According to the U.S. Government Accountability Office, the IRS shut down most office activities between March and July 2020 to protect its employees from COVID19. It also halted all in-person enforcement activities, including the mail service.
Over several months, the IRS enhanced technology tools such as video conferencing to reach the taxpayers with ease. The extra time created provided an excellent opportunity for individuals and organizations to comply with the requirements on time.
Unfortunately, when businesses returned towards the end of the year, the heated political environment and subsequent election-related legal battles further slowed tax collection. However, the IRS bounced back after Biden’s administration took power, hoping to clear the case log and meet the tax collection targets they had missed earlier.
The IRS uses various tools to improve its tax collection
According to the Tax Foundation, the IRS is looking for ways to fund the Biden administration’s $3 trillion infrastructure spending proposals. One of the programs it’s using is the American Families Plan that increases avenues to bridge the tax gap in the country.
The approach encompasses different activities, including the increase in enforcement budget and technology tools to reach out to the taxpayers. Some of the technology tools that the IRS is using include fax, and online messaging services where taxpayers can file. The aggressive enforcement also includes penalties, high interest and lawsuits, especially for high-value businesses.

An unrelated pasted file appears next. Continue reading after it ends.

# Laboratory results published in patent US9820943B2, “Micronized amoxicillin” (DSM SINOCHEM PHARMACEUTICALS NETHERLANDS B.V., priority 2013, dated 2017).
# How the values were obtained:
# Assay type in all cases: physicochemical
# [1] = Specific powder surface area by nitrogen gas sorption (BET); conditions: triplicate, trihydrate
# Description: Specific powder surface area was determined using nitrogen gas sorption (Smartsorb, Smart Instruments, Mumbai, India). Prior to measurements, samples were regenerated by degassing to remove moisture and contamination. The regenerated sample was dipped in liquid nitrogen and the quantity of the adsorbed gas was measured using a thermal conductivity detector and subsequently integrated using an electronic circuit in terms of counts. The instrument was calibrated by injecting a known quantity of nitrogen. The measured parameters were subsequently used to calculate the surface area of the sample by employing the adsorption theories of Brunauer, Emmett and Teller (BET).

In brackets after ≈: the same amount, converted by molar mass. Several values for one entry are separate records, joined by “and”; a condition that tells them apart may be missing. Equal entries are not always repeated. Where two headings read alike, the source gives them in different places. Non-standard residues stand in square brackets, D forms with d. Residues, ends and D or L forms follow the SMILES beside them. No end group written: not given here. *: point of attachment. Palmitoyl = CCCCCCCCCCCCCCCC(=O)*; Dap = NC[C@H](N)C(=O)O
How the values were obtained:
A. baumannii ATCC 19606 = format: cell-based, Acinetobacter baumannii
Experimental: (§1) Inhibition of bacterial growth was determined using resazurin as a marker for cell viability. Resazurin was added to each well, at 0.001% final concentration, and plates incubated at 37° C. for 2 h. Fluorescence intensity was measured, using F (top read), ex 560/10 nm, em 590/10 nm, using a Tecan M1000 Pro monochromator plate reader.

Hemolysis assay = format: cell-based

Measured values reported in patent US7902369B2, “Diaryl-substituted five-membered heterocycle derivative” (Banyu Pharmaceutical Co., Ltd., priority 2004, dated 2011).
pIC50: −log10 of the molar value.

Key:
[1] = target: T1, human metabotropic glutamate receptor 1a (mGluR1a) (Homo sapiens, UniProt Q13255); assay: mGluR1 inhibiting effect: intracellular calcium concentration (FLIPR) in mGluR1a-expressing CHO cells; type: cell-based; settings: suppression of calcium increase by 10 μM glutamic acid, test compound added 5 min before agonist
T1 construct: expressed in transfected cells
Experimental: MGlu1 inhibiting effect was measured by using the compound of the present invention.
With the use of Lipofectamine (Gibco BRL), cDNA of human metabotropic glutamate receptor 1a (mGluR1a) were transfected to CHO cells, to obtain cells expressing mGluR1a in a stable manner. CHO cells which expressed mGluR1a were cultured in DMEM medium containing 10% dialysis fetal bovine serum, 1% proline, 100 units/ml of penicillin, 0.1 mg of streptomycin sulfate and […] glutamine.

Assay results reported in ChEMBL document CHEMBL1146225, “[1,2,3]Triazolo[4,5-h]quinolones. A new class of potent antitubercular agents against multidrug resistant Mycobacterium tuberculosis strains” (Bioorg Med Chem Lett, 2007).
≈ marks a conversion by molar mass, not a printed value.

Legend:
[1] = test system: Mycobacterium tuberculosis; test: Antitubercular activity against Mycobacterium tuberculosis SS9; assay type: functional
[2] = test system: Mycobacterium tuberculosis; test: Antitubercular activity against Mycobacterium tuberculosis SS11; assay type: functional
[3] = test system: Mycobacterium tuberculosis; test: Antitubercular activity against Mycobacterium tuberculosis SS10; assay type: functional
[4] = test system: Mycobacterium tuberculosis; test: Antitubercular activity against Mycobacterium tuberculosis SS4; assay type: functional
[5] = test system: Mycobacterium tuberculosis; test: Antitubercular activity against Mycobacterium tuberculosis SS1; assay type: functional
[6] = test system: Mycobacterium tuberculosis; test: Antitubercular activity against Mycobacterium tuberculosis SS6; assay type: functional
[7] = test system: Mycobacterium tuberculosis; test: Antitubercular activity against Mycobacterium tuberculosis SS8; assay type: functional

The Treasury estimates that it generates $6 for every $1 it spends on detecting and collecting already owed taxes. However, the IRS has been having a shortfall in cash for nearly a decade; the number of agents qualified to examine complex returns continues to plummet. That notwithstanding, the increased enforcement is likely to raise the deterrence value and force non-compliant taxpayers to pay.
How can you become tax compliant?
The IRS initiated a People First Initiative in 2020 that seeks to scale back enforcement and collection activities during the pandemic. This program provides methods to comply with tax requirements and pay in flexible installments. However, the program does not prevent the IRS from enforcing all applicable statutes of limitations and does not cover large businesses.
You should settle your compliance issues, if any, or deal with enforcement initiatives if you have not paid all your taxes. It is also essential to reach out to the IRS for a workable payment plan to avoid accruing penalties and high interest.